Service Animal Guidelines
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The following information is provided to help define the role and place of animals at Reading Area Community College, especially in promoting the safety, dignity, and independence of persons with disabilities.
As established by the Americans with Disabilities Act (ADA) and its 2010 amendments, service animals shall not be excluded from university/college facilities or activities. The ADA defines service animals as:
“…dogs that are individually trained to do work or perform tasks for people with disabilities. Examples of such work or tasks include guiding people who are blind, alerting people who are deaf, pulling a wheelchair, alerting and protecting a person who is having a seizure, reminding a person with mental illness to take prescribed medications, calming a person with Post Traumatic Stress Disorder (PTSD) during an anxiety attack, or performing other duties.” Service animals are working animals, not pets. The work or task a dog has been trained to provide must be directly related to the person’s disability.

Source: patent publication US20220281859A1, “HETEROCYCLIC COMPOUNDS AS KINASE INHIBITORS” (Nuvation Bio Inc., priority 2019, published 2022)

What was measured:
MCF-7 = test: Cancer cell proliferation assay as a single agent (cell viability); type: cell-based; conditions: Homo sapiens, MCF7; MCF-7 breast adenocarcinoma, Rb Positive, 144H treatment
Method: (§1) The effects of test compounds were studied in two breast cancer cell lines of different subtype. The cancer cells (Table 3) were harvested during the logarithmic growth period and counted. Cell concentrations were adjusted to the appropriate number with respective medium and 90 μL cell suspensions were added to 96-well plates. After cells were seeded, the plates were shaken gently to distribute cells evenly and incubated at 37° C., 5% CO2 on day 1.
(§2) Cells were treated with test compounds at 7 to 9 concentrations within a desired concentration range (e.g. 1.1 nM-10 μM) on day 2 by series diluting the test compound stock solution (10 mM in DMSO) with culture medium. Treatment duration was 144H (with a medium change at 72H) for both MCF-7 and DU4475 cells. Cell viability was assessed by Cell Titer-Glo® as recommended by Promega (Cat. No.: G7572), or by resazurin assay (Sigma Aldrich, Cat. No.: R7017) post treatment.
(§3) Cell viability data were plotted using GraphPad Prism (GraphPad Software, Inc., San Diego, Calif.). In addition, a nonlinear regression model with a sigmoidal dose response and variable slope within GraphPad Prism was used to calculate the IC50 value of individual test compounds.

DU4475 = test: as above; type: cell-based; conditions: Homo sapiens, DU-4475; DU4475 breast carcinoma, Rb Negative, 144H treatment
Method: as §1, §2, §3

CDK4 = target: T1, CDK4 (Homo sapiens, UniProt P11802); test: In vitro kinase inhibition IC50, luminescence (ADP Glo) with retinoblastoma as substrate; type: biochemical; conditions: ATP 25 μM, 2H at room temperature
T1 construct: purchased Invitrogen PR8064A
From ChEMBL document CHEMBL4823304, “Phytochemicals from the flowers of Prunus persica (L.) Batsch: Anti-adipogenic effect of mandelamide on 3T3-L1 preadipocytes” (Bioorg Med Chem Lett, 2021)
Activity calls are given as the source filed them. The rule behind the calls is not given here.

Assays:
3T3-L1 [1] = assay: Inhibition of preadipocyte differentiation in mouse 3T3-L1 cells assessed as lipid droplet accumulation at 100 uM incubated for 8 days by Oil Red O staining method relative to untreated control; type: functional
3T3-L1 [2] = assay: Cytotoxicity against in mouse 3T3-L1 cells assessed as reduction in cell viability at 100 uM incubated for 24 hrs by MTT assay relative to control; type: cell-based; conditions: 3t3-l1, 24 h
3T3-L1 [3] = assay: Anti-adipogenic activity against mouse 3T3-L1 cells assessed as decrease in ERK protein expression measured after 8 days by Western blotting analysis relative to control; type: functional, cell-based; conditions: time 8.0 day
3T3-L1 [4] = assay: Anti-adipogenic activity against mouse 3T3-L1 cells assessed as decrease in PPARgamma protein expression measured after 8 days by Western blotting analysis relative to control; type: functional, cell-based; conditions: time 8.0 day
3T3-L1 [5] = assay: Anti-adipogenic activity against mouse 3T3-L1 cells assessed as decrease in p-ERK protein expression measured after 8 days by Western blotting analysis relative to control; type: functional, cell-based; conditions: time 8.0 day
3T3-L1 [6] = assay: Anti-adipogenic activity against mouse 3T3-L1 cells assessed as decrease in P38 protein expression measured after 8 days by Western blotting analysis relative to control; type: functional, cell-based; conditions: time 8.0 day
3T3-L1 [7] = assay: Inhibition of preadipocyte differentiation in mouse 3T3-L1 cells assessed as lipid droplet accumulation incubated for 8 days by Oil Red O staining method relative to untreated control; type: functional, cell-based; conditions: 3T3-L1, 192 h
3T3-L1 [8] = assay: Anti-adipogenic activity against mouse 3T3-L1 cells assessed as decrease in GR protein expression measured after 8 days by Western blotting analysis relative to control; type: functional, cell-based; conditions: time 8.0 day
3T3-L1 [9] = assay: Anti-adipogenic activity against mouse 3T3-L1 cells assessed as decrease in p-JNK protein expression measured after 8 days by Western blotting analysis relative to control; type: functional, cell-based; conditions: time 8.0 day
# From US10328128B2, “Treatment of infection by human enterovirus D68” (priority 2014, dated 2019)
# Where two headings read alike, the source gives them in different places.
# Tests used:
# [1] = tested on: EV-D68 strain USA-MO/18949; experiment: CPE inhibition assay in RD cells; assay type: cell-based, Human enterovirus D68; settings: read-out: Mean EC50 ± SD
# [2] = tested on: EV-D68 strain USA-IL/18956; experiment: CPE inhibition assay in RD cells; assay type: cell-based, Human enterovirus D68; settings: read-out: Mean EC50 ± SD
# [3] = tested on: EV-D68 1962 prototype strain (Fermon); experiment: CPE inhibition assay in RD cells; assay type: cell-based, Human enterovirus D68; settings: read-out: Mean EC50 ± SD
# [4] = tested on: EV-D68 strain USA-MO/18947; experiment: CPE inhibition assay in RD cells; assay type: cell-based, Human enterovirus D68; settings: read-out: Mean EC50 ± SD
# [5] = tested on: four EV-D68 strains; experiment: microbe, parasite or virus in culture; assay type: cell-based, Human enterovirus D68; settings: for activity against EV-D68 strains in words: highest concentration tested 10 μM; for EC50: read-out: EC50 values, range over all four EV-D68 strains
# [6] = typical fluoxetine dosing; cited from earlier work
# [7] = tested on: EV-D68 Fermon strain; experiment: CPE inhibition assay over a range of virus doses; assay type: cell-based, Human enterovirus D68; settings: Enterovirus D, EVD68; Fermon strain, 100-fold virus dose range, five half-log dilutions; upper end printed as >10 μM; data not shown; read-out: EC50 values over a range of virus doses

Dogs whose sole function is to provide comfort or emotional support do not qualify as service animals under the ADA. This definition does not affect or limit the broader definition of “assistance animal” under the Fair Housing Act.
Please see this document for more information about the policy, procedures, and responsibilities related to service dogs on campus.